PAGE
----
About Prison Affection
Epistles to the State Pen:
Chapter One: The Single-Cell Organism
The singular note of prison bars locking into place rang out as Dr. Deke Connolly hopped to the creaky top bunk. He tried to ignore the smell of his cellmate’s body odor, but it was no use. He tried to block out the fact that his head was all of two feet from a stained, leaky roof. Maybe he’d try meditation. Maybe pushing the cold hard facts away was all wrong; perhaps acceptance and leaning in would provide a salve against the perpetual presence of cheap metal toilets and dirty men and ubiquitously noisome odors.
“They’re just sitting there. Can’t I just read one?”
“It’s all nonsense. You need to give it up, Claude. Obsession doesn’t work out well, whatever the intentions.”
“See that. That right there. Running away from who you are, you’re still giving out great advice.”
“You realize you’re not taking the advice. As we speak.”
As the exchange went on and went nowhere, a procession of guards walked by their cell. Though generally brutal, each man in uniform touched a bar with two fingers and moved on with faces so reverential, Michelangelo might’ve used them for ceilings. Claude sat watching with a skinny leg crossed tightly over his knee, writing down the names of each guard that performed the “ritual.” Deke could hear the pencil scribbling furiously and he snuck a look down; immediately he was spilling over with regret—it was like he won a lottery and the prize: Least Sexy Secretary In The World.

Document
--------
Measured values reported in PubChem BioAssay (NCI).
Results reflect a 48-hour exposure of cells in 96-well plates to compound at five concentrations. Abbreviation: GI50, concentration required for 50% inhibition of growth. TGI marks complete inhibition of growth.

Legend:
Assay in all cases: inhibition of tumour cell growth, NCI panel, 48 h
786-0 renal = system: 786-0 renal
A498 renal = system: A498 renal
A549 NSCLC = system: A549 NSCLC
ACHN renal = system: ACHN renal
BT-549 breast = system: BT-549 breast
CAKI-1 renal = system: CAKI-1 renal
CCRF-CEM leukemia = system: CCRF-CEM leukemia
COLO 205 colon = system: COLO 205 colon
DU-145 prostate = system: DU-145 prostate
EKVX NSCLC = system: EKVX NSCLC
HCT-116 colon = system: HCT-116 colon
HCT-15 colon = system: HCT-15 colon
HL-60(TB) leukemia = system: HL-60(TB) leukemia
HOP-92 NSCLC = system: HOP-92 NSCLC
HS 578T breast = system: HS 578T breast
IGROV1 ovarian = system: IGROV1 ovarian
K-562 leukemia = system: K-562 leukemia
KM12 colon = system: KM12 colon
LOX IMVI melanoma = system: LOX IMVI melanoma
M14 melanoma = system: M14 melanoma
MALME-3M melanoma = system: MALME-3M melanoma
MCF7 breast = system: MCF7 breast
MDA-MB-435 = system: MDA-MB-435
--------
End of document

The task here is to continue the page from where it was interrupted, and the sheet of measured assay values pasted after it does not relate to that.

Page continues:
Dr. Deke sometimes wished a good old-fashioned psychopathic murderer was his bunkmate. A time-honored throat-slashing and the silence of death at times seemed preferable to the very vocal genuflections of Claude Windle. The kid was relentless in all the wrong ways; probably why Connolly hated and secretly liked him. It was like looking in the mirror, only the image had stringy black hair and a long beak that reminded you of gravity every time you glimpsed it. The thing literally overlapped his top lip. Connolly didn’t even know that was a thing.
“Are they almost done?” Deke asked. He was laying down facing the back of the cell, doing his best to ignore the lemmings as they passed.
“Unless there’s been new acolytes, should be five more.”
Holy balls, Connolly thought. Acolytes. He’s coming up with more nomenclature.
Five more taps and five more scribbles and it was finally done.